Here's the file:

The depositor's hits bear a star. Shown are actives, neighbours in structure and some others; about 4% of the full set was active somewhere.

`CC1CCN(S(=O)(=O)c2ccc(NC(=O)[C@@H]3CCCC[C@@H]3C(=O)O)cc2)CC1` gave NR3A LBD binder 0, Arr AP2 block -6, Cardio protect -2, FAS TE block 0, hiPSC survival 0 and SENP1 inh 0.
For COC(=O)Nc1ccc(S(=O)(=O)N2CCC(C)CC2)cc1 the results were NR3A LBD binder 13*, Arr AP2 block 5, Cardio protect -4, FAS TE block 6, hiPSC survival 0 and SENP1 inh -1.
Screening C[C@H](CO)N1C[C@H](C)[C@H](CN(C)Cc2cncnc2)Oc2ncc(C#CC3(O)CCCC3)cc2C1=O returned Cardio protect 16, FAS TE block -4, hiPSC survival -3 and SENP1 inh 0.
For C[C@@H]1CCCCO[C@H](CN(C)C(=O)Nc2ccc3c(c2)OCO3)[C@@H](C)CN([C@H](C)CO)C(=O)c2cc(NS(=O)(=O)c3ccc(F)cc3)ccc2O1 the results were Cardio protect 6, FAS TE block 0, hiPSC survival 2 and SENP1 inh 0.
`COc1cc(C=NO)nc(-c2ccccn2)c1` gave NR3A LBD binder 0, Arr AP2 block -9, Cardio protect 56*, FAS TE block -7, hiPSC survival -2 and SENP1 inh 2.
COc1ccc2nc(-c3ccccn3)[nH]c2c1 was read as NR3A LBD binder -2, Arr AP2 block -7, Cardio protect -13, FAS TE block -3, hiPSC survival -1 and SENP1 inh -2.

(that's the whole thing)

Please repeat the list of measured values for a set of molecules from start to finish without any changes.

The depositor's hits bear a star. Shown are actives, neighbours in structure and some others; about 4% of the full set was active somewhere.

`CC1CCN(S(=O)(=O)c2ccc(NC(=O)[C@@H]3CCCC[C@@H]3C(=O)O)cc2)CC1` gave NR3A LBD binder 0, Arr AP2 block -6, Cardio protect -2, FAS TE block 0, hiPSC survival 0 and SENP1 inh 0.
For COC(=O)Nc1ccc(S(=O)(=O)N2CCC(C)CC2)cc1 the results were NR3A LBD binder 13*, Arr AP2 block 5, Cardio protect -4, FAS TE block 6, hiPSC survival 0 and SENP1 inh -1.
Screening C[C@H](CO)N1C[C@H](C)[C@H](CN(C)Cc2cncnc2)Oc2ncc(C#CC3(O)CCCC3)cc2C1=O returned Cardio protect 16, FAS TE block -4, hiPSC survival -3 and SENP1 inh 0.
For C[C@@H]1CCCCO[C@H](CN(C)C(=O)Nc2ccc3c(c2)OCO3)[C@@H](C)CN([C@H](C)CO)C(=O)c2cc(NS(=O)(=O)c3ccc(F)cc3)ccc2O1 the results were Cardio protect 6, FAS TE block 0, hiPSC survival 2 and SENP1 inh 0.
`COc1cc(C=NO)nc(-c2ccccn2)c1` gave NR3A LBD binder 0, Arr AP2 block -9, Cardio protect 56*, FAS TE block -7, hiPSC survival -2 and SENP1 inh 2.
COc1ccc2nc(-c3ccccn3)[nH]c2c1 was read as NR3A LBD binder -2, Arr AP2 block -7, Cardio protect -13, FAS TE block -3, hiPSC survival -1 and SENP1 inh -2.